Friday, 25 July 2008

Slagging off the Thatcher Economic Miracle...

1980: The Early Days of the Thatcher Economic Miracle, as Industry Secretary Sir Keith Joseph spells it out..

Growing up in the West Midlands in the early 1980s, when the original Workshop Of The World seemed to be in permanent Closing Down Sale mode, I was always sceptical about the “Thatcher Economic Miracle” Britain was supposed to have lived through during the 1980s (and which was reaching its apotheosis twenty years ago this summer in the pages of The Sun, Express, Mail, Telegraph, Times etc). After all, if the two worst economic recessions since the 1930s, punctuated by an unsustainable credit boom, the wiping out of a good chunk of the country’s economic base and the wasting of North Sea oil revenues constitute an “Economic Miracle”, what the bloody hell was an “Economic Disaster” supposed to look like??

I could never understand how the Labour Party in the 1980s let the Tories get away with the claim that they alone were "economically competent" (ditto for patriotism- on the EU, Thatcher, as Martin Walker once pointed out, talked like Enoch Powell, but acted like Ted Heath). Now Gordon Brown goes on about building on the 'achievements' of the wonder the Labour Party has been deserted by so many of its traditional supporters, as yesterday's Glasgow East bye-election debacle shows.

The following piece I wrote during the winter of 1989-90, when the second recession of Thatcher’s reign was taking off serious big-time, although I notice in this essay her Government were merely “prepared to gamble with recession"...

“The successes of Thatcher’s economic policy were costly and, in retrospect, have come to seem rather short-lived.” Discuss.

Tony Thirwall, in an article about ten years of Thatcher’s economic policy, comments that “if two million unemployed, 7 per cent inflation, 13 per cent interest rats, and a £15 billion balance of payments deficit constitutes an economic miracle, what, may one ask constitutes and economic disaster?) [1] In a similar critical vein, this essay will examine those areas of economic policy in which the present government claims great success, such as controlling inflation and the trade unions, before examining its biggest failure- the failure to stop the “deindustrialisation” of the British economy. The policies of the Thatcher government will be examined as well in the context of the world economic situation over the past decade and the economic windfall for the British state in the form of North Sea oil.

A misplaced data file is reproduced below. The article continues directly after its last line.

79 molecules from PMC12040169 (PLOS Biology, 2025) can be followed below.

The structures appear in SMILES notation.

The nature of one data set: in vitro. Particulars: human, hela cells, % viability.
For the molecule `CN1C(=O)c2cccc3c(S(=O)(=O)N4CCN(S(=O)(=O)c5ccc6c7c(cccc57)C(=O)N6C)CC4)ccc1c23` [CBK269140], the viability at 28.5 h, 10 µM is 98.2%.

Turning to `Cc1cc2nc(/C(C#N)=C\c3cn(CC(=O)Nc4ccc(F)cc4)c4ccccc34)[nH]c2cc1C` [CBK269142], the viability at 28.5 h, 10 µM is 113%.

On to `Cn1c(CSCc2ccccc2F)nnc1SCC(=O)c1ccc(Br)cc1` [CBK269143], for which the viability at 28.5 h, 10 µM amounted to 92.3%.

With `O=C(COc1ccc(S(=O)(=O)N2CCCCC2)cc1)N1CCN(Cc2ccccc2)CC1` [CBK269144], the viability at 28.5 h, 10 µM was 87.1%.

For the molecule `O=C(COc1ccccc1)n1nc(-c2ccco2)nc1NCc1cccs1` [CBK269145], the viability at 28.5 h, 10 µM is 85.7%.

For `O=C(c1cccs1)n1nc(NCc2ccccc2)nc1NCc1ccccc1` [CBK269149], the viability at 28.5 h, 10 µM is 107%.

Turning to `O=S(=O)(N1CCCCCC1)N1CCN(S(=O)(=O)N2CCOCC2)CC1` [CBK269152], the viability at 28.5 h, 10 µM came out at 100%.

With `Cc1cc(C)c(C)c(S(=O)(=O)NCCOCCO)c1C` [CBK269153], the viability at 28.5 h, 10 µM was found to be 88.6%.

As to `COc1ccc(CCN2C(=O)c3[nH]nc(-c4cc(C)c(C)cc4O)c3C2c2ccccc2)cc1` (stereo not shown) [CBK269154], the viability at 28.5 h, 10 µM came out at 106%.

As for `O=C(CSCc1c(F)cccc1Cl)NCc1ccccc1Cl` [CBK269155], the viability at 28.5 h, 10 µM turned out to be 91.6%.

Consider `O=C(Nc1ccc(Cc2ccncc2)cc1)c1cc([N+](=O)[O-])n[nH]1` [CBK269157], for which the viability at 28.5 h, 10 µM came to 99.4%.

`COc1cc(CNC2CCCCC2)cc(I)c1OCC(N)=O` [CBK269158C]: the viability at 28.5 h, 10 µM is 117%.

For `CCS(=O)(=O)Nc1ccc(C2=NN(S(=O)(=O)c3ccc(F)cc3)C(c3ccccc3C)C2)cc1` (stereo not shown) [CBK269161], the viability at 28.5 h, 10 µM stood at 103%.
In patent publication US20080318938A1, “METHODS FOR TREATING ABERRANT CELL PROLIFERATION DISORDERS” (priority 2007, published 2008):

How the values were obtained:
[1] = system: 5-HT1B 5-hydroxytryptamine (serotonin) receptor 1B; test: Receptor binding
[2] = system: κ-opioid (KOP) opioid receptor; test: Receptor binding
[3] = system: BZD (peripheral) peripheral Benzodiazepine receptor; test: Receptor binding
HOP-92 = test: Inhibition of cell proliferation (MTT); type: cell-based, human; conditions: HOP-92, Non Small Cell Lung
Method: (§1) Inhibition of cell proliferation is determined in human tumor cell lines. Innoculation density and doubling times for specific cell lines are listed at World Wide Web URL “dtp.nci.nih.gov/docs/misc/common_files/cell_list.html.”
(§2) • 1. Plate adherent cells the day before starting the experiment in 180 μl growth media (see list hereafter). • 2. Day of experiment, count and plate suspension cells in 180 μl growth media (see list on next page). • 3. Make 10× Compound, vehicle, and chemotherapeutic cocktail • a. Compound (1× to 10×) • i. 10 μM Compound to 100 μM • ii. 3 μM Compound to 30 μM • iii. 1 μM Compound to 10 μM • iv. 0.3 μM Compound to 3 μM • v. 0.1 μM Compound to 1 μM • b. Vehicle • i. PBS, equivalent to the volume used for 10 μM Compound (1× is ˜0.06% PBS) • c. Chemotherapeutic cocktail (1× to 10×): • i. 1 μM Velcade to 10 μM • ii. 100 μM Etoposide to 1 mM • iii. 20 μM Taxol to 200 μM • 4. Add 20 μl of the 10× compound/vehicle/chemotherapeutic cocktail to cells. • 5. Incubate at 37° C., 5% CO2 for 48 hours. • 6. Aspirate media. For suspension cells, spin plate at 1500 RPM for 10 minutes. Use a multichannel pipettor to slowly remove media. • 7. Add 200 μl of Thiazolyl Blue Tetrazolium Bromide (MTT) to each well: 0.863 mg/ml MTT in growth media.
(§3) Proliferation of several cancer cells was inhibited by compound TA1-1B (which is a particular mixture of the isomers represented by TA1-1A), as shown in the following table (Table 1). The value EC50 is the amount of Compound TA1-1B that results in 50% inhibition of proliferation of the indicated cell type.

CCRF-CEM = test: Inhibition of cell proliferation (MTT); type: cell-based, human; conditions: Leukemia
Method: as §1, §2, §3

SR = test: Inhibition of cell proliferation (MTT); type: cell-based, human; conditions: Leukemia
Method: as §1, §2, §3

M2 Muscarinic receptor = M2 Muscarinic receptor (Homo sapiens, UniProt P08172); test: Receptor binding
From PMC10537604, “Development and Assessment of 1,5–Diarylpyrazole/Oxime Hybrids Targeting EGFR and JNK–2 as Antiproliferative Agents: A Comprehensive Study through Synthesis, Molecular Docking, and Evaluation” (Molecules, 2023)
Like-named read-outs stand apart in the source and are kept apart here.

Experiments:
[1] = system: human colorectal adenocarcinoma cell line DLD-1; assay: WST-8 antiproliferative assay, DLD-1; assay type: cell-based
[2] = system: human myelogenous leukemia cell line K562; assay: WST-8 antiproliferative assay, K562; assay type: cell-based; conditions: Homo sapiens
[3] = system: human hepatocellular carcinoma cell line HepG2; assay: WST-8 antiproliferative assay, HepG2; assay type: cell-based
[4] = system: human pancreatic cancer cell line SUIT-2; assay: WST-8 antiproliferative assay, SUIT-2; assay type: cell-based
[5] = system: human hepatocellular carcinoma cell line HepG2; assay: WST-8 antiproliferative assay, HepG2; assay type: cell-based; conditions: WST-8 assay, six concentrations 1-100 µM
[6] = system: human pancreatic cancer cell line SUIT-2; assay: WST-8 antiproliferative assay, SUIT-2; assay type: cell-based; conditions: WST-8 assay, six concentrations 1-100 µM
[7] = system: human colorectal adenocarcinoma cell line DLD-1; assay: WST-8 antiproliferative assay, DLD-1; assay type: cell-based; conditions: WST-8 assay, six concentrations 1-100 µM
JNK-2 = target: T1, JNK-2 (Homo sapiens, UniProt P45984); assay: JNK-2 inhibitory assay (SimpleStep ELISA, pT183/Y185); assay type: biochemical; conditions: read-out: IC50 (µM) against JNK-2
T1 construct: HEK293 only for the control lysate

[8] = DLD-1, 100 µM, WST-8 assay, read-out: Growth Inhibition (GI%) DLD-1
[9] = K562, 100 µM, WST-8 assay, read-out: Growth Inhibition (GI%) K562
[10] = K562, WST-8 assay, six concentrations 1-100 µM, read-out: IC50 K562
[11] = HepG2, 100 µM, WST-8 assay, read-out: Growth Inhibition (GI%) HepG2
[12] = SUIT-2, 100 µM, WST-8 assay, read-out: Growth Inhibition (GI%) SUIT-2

One of the government’s declared objectives was to reduce public expenditure. The first words of its November 1979 Public Expenditure White Paper were “Public Expenditure is at the heart of our current economic difficulties”, [2] and it went on to declare that the government wanted public expenditure reduced by 4% by 1983-84. [3] The 1980 Mid-Term Financial Statement (MTFS) planned a 5% reduction by 1984. [4] There are several reasons for Conservative hostility to public expenditure. PM a party political level, government spending was seen as the main reason for high levels of taxation, and since the Conservatives had promised to reduce income tax, reducing public expenditure seemed the easiest way to keep their promises, High levels of public expenditure, which apparently approached 60% of national income in the mid-1970s, [6] were seen as threatening to “squeeze out” private enterprise, a traditionally important Tory concern, one expressed most articulately by Bacon and Eltis in their book “Britain’s Economic Problem: Too Few Producers”. [6] High government spending was also seen as a reason for a high Public Sector Borrowing Requirement, which many, including monetarists, saw as a cause for high levels of inflation. [7] On an ideological level, the economic “libertarians” around Thatcher saw public expenditure as an expression of state-sponsored collectivism, which was spent on collectivist-inspired welfare programmes which were in direct conflict with individual responsibility and freedom. [8]

Despite the government’s plans, and the pressure from its supporters to keep to its plans, between 1980 and 1984 public expenditure in real terms grew by 8%. Reasons for this included higher levels of social security payments as a result of higher unemployment, increased expenditure on the internal and external security of the British state, and government reluctance to reduce spending on electorally popular parts of the public sector, such as the NHS. This was in spite of reductions in funds for sectors such as housing and education. Since 1984 public spending as a percentage of national income has fallen slightly, but this is entirely due to the economy growing faster than increases in public expenditure. [10] Income tax has been reduced, the standard rate falling from 33% in 1979 to 25% in 1988, [11] but without government revenue being obtained from privatisation sales and North Sea oil revenue, these tax cuts would have been almost impossible.